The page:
LogicDart and related maintenance questions



#6

Hi;

The LogicDart, as mentioned here and in another thread, was designed by Tony Duell with the HP41 in mind, right? Tony, will it be also useful for other applications, basically Hewlett-Packard calculators maintenance? I have three HP calculators still in the medical bay (1 HP15C that no longer switches to ON, 1 HP55 with bad contact in both ON/OFF and PRGM/TIMER/RUN sliding keys and recently an HP11C with a cracked LCD) and I'd like to know if the LogicDart can be built with commercial components. Is it possible to disclose this sort of information? If not, it's completely understandable. I'd just like to know.

Two questions: a few months ago, one of our contributors mentioned a chemical product that would help removing the aluminum bezels (it would dissolve the glue) present in some calculators. Does anybody remember which product was that?

The other question is about the lubricating grease used in the sliding keys of the old calculators. It seems the grease used in these keys has, at least, three major functions: extend metal-base parts by reducing rubbing action, protecting against chemical reactions and improving electric conductivity. Which grease is that? I believe the major cause of the bad contact in the HP55 sliding keys is because of this: no grease at all (previous owner "cleaned that dirt paste").

Thank you for any help.


#7

The substance that causes adhesives to temporarily loose their stick is the solvent heptane. It is sold in small 1 and 4 oz bottles under the brand name "UnDu" for rather high prices ($5 for the 1 oz bottle, $10 for the 4 oz) at a lot of hardware stores, etc. I have seen some rubber cement thinners that were heptane (others were hexane) for around 5 dollars a pint. I don't think they contain any other solvents (none were listed on the label).

I would attempt the bezel removal by wetting a string thread with the solvent and using it as a "cheese slicer". Perhaps get a drop or two under the edge of the bezel. Try to keep it off the keyboard background as it can leave "water marks". It does not affect the case material. It also evaporates very rapidly.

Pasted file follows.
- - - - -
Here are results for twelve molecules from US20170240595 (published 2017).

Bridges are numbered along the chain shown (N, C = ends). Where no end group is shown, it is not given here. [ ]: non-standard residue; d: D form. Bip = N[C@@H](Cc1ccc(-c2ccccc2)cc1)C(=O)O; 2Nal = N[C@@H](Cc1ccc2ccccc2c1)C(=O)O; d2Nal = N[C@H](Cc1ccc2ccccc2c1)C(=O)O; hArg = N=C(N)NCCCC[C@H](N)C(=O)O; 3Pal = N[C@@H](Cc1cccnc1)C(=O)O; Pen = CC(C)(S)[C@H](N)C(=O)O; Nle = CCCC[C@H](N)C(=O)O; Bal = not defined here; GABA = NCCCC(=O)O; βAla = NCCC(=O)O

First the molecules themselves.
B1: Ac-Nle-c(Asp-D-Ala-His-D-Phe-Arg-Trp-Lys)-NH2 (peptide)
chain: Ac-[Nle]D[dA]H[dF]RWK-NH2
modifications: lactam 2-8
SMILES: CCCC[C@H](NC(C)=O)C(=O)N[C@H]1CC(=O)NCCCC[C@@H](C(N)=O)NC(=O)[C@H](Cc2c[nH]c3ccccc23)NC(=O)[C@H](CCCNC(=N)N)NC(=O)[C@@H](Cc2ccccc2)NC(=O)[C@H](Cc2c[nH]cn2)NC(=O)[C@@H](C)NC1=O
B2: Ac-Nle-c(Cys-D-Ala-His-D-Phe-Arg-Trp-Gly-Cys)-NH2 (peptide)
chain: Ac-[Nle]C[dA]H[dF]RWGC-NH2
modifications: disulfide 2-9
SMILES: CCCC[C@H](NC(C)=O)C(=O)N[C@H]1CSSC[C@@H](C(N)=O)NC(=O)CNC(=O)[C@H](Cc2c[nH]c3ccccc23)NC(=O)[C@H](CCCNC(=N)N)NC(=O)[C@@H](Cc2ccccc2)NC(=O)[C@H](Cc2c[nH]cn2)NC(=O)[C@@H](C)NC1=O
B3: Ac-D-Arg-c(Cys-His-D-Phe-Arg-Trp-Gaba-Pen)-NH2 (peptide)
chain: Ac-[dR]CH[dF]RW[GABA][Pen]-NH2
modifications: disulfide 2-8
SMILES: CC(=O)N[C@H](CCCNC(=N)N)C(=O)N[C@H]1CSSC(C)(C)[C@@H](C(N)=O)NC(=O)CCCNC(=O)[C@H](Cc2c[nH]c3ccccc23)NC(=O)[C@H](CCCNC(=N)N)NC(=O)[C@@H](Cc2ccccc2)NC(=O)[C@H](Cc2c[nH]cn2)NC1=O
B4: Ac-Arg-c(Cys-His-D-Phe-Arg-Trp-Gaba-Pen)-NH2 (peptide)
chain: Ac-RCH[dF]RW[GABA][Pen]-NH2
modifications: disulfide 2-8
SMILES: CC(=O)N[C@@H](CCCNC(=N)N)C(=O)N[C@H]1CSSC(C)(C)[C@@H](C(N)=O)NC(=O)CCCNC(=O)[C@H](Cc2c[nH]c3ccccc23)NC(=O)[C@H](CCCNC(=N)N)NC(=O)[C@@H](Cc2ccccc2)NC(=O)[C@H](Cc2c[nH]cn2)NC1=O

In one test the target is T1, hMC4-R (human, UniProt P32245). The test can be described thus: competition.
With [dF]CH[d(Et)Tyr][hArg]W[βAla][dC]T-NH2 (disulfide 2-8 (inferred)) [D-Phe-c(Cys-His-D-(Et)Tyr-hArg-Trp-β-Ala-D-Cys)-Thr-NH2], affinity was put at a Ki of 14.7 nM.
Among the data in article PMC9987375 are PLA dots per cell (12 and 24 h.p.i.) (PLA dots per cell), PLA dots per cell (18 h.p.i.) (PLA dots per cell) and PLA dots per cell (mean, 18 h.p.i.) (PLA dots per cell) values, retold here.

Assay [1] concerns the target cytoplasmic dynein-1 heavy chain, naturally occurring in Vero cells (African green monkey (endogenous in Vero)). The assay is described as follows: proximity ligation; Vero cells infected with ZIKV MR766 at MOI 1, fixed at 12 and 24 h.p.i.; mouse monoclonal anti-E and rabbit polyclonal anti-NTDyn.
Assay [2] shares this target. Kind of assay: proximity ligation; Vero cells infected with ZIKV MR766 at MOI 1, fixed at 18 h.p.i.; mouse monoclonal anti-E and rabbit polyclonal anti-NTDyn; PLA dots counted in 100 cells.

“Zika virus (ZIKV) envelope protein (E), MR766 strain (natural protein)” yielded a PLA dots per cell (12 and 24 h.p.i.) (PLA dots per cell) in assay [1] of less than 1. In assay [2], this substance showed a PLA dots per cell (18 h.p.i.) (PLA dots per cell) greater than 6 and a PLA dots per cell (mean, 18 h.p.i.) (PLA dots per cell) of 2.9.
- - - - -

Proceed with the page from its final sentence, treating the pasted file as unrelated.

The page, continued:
As far as switch lubes, none are conductive. I use Permatex Suberlube (contains teflon). Radio Shack sells a tube of stuff called "lube gel" or mayby "switch gel" that is surprisingly good stuff.

Your HP55 switch problems will be cured by cleaning the PCB contacts under the switches and the switch conatcts themselves with alcohol. Lube the PC board pads. Also, retension the switch contacts by slightly bending them out (and make sure that they are ate the same level).


#8

Hello, David;

thank you for the valuable info. Was it you the one who posted about the solvent heptane before? Your tips about how to apply the heptane are also much welcome.

Thank you for the HP55 guidance, too. If you don't mind, I have two more questions: "who" produces the mentioned lubricant (Permatex Suberlube) and in which state it comes: fluid or as a paste? (is this the correct way to ask about this?)

Thank you very much.


#9

Yes, I was probably the one who mentioned heptane before. I have used it quite a bit. Works really well for removing the feet of HP41's. Place a drop on a small Swiss Army Knife blade, slide it under the foot (try to get under the double sided adhesive, not between the foot and the adhesive). Also works great lifting the corners of classic HP machine labels. I do the same as with the HP41 feet, but use a razor blade. They are thinner than the knife blade, but be very careful not to cut the label though.

Superlube is a teflon based grease mad by the company "Permatex". It can be found just about anywhere in the US (hardware stores, auto parts stores, etc). It is a translucent white substance. I think just about any teflon grease would work fine. Also the Radio Shack Lube Gel should be available all over the world.

Another recomended calculator chemical is white gas (cigarette lighter fluid, camping stove gas). It removes adhesive residue, grime, etc from cases and display windows with ease. Don't get either the heptane or white gas on the keyboard backgrounds though. They can leave "water marks".


#10

Forgot to mention... white gas is also the best thing I have found for cleaning those rubber feet on HP41 and Woodstock machines. One swipe with a cloth and all the grunge be gone.


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